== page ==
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Sorcery and Scholarships Paperback – March 6, 2012
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I really enjoyed this book. The pacing is expertly done; the chapter lengths are perfect, and each one leaves you wanting to start the next to find out what happens. The characters are all believable and don't come across as flat, and though there are a couple minor editing errors, they are infrequent, and you can understand what is meant without difficulty.
It's hard to talk about books involving schools and magic without making a comparison to Harry Potter, but the two have almost nothing in common, which is not a bad thing. It feels like a fresh and unique take on the concept, rather than a rehash of something that's been done before. Actually, very little of the book is devoted to the classes or magic itself. More of the plot centers around the characters as they get involved with a mystery that surrounds the school.
The only negative thing I have to say about it is that some of the referential humor is a little obscure, but none of it is integral to the understanding of the story, so it's easy to overlook them.
As the three have their lives interwoven by the struggle between LIght and Dark we see a bond form. One of friendship and trust. They start to care for each other and with this comes a questioning of who they are and what they are destined for. Keisha doesn't see just black and white anymore especially after meeting Dylan. Blake doesn't see himself as evil and horrid anymore but begins to get a conscience. Aki is neutral but is the fabric that helps everyone see themselves for what they can be and the world for all its possibilities.
As the battle begins the world will change for them hopefully they will still draw on each others strengths and friendship to survive. A fun read that will have you captured to the end.
I appreciate that the protagonists aren't the most powerful or the best at what they do and go through a believable amount of study and training to progress their skills. They are still learning, along with the reader, what their world is about and about their place in it.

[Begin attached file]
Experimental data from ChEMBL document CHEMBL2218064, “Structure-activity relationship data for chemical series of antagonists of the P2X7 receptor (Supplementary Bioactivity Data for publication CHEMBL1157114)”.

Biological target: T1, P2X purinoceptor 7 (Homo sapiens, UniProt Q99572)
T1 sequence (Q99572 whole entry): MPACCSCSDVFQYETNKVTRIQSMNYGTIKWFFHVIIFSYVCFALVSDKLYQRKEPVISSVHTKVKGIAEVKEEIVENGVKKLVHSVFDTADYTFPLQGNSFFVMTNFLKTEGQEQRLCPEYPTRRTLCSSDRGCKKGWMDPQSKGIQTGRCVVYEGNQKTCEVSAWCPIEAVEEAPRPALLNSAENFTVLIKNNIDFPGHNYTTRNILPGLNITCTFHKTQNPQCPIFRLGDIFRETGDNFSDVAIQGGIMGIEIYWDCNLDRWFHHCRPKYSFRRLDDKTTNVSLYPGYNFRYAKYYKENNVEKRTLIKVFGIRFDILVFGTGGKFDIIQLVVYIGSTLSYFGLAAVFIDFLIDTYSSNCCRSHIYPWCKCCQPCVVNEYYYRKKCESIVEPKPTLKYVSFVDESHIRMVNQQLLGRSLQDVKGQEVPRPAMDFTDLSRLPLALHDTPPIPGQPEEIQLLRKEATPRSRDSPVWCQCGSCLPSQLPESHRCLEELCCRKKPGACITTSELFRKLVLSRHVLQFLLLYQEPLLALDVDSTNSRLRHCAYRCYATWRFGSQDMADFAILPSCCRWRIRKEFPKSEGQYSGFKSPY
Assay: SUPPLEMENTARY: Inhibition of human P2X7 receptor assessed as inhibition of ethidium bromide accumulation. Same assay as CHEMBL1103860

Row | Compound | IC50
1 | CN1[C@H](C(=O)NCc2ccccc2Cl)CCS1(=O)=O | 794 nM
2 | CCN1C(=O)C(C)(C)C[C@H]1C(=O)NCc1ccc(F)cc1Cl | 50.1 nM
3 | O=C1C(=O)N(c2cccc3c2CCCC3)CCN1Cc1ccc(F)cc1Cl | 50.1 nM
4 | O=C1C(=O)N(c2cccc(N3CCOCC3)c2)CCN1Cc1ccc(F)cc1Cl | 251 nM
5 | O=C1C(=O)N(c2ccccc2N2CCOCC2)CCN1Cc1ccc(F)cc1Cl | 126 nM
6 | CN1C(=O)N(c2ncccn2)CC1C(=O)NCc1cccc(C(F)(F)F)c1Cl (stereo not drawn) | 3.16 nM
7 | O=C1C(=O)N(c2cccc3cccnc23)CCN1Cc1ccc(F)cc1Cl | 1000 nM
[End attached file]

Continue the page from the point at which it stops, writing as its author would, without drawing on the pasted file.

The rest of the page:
The story reads quickly as Aki, Keisha and Blake get to know the students and lecturers at Axis University; some friendly, some hostile and some just downright insane.
Keisha seems like the token "goodie-two-shoes" with her good grades and Light essence, but is very much her own person. She has good reason not to trust the Axis authorities, but is determined to get the most she can out of her unexpected enrolment. She knows that the things she will accomplish will be through her hard work alone.
Aki is the glue that keeps the trio together. Although she is sometimes not as sure about herself as her friends, she's always game for anything and stays positive in sticky situations.
Blake is probably my favourite character, although the girls are not far behind. I have a soft spot for sarcasm and his sense of humour resonates with mine. He starts at Axis with an unknown, but somewhat sinister agenda and I look forward to finding out exactly what he is up to and especially how his plans will affect his friendship with Aki and Keisha.
The magic system in the book can be a little confusing at first but this doesn't make the story any less enjoyable. I discovered that Mr Isaro actually provides a quick guide in his blog's FAQ section found here: [...], which is worth checking out.
This novel presents us with a lot of questions and not as many answers as I would like, but as the first in a series it also conveys a sense of the magically environment that we have only glimpsed so far. Dashes of pop culture references and a healthy amount of self-awareness keeps the novel light hearted and, like I mentioned, makes the characters and setting very real and almost personal as we explore the mysteries of Axis University with them.
Most recent customer reviews
The events are confusing and the mystery will make your head spin but you won't wanna...Read more